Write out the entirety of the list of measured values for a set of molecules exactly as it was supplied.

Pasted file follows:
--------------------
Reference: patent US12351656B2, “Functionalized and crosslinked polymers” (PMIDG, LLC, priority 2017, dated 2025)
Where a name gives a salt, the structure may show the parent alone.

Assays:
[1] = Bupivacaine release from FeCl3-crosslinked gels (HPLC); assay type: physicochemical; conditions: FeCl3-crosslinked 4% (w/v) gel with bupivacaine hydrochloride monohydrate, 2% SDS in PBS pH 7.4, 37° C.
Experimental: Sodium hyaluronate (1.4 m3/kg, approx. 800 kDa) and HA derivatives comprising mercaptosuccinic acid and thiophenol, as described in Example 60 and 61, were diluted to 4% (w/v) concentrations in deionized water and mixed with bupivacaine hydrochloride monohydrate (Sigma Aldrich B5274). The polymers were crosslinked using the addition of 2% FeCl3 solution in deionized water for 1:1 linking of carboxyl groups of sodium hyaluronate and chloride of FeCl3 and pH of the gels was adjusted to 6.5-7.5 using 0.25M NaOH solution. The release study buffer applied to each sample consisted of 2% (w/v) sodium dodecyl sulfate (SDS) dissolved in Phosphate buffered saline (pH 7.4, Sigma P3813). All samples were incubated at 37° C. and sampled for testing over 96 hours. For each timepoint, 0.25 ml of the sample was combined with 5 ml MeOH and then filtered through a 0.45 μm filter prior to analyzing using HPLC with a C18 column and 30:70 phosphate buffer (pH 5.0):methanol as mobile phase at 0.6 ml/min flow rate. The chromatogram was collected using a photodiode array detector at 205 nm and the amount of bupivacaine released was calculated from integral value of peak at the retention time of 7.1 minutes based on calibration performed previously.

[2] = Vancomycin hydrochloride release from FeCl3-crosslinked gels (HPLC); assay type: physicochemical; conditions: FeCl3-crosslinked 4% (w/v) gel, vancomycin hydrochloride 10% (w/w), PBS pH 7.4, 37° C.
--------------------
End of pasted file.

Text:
Reference: patent US12351656B2, “Functionalized and crosslinked polymers” (PMIDG, LLC, priority 2017, dated 2025)
Where a name gives a salt, the structure may show the parent alone.

Assays:
[1] = Bupivacaine release from FeCl3-crosslinked gels (HPLC); assay type: physicochemical; conditions: FeCl3-crosslinked 4% (w/v) gel with bupivacaine hydrochloride monohydrate, 2% SDS in PBS pH 7.4, 37° C.
Experimental: Sodium hyaluronate (1.4 m3/kg, approx. 800 kDa) and HA derivatives comprising mercaptosuccinic acid and thiophenol, as described in Example 60 and 61, were diluted to 4% (w/v) concentrations in deionized water and mixed with bupivacaine hydrochloride monohydrate (Sigma Aldrich B5274). The polymers were crosslinked using the addition of 2% FeCl3 solution in deionized water for 1:1 linking of carboxyl groups of sodium hyaluronate and chloride of FeCl3 and pH of the gels was adjusted to 6.5-7.5 using 0.25M NaOH solution. The release study buffer applied to each sample consisted of 2% (w/v) sodium dodecyl sulfate (SDS) dissolved in Phosphate buffered saline (pH 7.4, Sigma P3813). All samples were incubated at 37° C. and sampled for testing over 96 hours. For each timepoint, 0.25 ml of the sample was combined with 5 ml MeOH and then filtered through a 0.45 μm filter prior to analyzing using HPLC with a C18 column and 30:70 phosphate buffer (pH 5.0):methanol as mobile phase at 0.6 ml/min flow rate. The chromatogram was collected using a photodiode array detector at 205 nm and the amount of bupivacaine released was calculated from integral value of peak at the retention time of 7.1 minutes based on calibration performed previously.

[2] = Vancomycin hydrochloride release from FeCl3-crosslinked gels (HPLC); assay type: physicochemical; conditions: FeCl3-crosslinked 4% (w/v) gel, vancomycin hydrochloride 10% (w/w), PBS pH 7.4, 37° C.